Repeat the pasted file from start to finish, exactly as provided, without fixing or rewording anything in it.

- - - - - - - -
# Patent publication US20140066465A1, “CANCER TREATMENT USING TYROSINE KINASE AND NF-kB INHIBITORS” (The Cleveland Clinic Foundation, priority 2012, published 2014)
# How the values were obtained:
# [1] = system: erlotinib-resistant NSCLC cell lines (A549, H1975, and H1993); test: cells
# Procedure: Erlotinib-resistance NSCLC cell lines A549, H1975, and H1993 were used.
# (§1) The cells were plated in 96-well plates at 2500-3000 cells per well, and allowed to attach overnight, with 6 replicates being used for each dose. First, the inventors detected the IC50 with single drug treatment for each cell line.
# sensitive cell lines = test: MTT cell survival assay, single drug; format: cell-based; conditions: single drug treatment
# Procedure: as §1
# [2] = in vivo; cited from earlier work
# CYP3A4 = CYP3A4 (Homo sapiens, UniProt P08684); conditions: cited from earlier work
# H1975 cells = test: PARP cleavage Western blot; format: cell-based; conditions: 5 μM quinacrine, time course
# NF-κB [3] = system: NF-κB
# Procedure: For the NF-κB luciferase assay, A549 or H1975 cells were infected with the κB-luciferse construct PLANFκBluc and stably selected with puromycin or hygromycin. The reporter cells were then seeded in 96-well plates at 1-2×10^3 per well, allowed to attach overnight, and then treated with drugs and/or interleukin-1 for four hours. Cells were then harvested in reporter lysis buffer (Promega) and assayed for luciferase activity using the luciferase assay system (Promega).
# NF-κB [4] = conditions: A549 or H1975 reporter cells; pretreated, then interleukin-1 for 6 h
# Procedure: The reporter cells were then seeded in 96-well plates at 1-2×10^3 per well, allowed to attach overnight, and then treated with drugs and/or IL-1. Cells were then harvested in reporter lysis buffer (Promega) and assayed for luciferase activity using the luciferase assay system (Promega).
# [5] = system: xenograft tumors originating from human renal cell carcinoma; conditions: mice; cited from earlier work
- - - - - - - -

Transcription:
# Patent publication US20140066465A1, “CANCER TREATMENT USING TYROSINE KINASE AND NF-kB INHIBITORS” (The Cleveland Clinic Foundation, priority 2012, published 2014)
# How the values were obtained:
# [1] = system: erlotinib-resistant NSCLC cell lines (A549, H1975, and H1993); test: cells
# Procedure: Erlotinib-resistance NSCLC cell lines A549, H1975, and H1993 were used.
# (§1) The cells were plated in 96-well plates at 2500-3000 cells per well, and allowed to attach overnight, with 6 replicates being used for each dose. First, the inventors detected the IC50 with single drug treatment for each cell line.
# sensitive cell lines = test: MTT cell survival assay, single drug; format: cell-based; conditions: single drug treatment
# Procedure: as §1
# [2] = in vivo; cited from earlier work
# CYP3A4 = CYP3A4 (Homo sapiens, UniProt P08684); conditions: cited from earlier work
# H1975 cells = test: PARP cleavage Western blot; format: cell-based; conditions: 5 μM quinacrine, time course
# NF-κB [3] = system: NF-κB
# Procedure: For the NF-κB luciferase assay, A549 or H1975 cells were infected with the κB-luciferse construct PLANFκBluc and stably selected with puromycin or hygromycin. The reporter cells were then seeded in 96-well plates at 1-2×10^3 per well, allowed to attach overnight, and then treated with drugs and/or interleukin-1 for four hours. Cells were then harvested in reporter lysis buffer (Promega) and assayed for luciferase activity using the luciferase assay system (Promega).
# NF-κB [4] = conditions: A549 or H1975 reporter cells; pretreated, then interleukin-1 for 6 h
# Procedure: The reporter cells were then seeded in 96-well plates at 1-2×10^3 per well, allowed to attach overnight, and then treated with drugs and/or IL-1. Cells were then harvested in reporter lysis buffer (Promega) and assayed for luciferase activity using the luciferase assay system (Promega).
# [5] = system: xenograft tumors originating from human renal cell carcinoma; conditions: mice; cited from earlier work